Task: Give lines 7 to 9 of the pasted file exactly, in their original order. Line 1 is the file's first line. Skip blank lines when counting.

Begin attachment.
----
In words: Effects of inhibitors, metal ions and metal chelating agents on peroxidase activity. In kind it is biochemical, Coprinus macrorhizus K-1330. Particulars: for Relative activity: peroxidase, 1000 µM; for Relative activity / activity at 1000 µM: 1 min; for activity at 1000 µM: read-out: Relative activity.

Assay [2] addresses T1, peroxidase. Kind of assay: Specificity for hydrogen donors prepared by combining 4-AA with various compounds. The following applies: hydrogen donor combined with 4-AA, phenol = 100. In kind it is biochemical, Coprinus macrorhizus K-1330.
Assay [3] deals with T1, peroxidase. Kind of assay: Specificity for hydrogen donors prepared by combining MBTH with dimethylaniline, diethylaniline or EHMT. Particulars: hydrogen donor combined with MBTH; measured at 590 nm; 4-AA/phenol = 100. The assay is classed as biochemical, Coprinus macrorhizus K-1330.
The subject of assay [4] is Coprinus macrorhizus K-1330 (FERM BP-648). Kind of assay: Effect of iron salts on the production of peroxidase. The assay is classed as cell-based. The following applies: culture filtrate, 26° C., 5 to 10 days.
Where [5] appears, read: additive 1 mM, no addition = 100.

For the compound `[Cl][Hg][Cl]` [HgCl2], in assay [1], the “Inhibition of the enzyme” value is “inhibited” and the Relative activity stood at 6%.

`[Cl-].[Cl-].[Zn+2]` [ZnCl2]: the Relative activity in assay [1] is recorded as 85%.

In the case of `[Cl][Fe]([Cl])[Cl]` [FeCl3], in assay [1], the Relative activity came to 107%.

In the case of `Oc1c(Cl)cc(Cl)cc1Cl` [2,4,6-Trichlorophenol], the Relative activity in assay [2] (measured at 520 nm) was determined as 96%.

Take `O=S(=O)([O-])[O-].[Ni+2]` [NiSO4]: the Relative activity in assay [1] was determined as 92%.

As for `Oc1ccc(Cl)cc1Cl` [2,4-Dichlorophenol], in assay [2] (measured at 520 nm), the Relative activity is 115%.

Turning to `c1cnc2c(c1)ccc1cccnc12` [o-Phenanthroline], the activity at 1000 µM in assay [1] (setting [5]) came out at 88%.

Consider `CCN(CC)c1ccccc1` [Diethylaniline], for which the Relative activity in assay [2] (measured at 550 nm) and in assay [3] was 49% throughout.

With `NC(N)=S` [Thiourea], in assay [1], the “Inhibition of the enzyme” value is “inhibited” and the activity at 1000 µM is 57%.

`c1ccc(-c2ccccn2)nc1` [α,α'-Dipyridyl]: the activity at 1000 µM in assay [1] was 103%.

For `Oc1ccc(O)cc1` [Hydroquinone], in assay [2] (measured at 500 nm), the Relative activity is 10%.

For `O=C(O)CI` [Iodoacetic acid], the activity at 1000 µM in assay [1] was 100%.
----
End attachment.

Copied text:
`[Cl-].[Cl-].[Zn+2]` [ZnCl2]: the Relative activity in assay [1] is recorded as 85%.

In the case of `[Cl][Fe]([Cl])[Cl]` [FeCl3], in assay [1], the Relative activity came to 107%.

In the case of `Oc1c(Cl)cc(Cl)cc1Cl` [2,4,6-Trichlorophenol], the Relative activity in assay [2] (measured at 520 nm) was determined as 96%.